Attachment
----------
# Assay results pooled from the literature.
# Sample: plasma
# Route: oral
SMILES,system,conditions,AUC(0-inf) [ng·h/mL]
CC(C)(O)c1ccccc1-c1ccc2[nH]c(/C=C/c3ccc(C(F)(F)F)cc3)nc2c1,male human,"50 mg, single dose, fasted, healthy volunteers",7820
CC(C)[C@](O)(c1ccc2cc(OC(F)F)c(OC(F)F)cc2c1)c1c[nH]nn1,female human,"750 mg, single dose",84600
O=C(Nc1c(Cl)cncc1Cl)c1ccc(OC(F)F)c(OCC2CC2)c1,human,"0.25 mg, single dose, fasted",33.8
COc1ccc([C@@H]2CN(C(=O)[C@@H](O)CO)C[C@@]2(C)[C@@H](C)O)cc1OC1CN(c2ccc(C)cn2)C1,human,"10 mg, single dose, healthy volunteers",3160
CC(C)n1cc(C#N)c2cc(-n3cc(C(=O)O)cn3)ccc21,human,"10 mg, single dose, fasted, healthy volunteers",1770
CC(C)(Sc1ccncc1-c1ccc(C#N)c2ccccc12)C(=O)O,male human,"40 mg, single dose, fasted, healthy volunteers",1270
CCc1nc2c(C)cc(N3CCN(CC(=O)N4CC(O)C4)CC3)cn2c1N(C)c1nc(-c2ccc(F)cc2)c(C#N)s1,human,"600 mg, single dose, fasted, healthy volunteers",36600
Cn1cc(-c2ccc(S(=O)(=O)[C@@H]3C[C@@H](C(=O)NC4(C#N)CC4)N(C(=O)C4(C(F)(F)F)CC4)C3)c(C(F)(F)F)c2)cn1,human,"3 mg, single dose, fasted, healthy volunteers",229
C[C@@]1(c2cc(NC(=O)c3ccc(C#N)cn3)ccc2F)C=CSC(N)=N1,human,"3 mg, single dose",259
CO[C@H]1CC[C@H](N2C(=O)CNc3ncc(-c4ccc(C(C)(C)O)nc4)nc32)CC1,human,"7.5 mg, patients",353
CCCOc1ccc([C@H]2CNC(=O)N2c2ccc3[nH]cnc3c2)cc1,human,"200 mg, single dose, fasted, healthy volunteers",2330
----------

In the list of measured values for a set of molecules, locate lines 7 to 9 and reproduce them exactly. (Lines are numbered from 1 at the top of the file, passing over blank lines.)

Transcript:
O=C(Nc1c(Cl)cncc1Cl)c1ccc(OC(F)F)c(OCC2CC2)c1,human,"0.25 mg, single dose, fasted",33.8
COc1ccc([C@@H]2CN(C(=O)[C@@H](O)CO)C[C@@]2(C)[C@@H](C)O)cc1OC1CN(c2ccc(C)cn2)C1,human,"10 mg, single dose, healthy volunteers",3160
CC(C)n1cc(C#N)c2cc(-n3cc(C(=O)O)cn3)ccc21,human,"10 mg, single dose, fasted, healthy volunteers",1770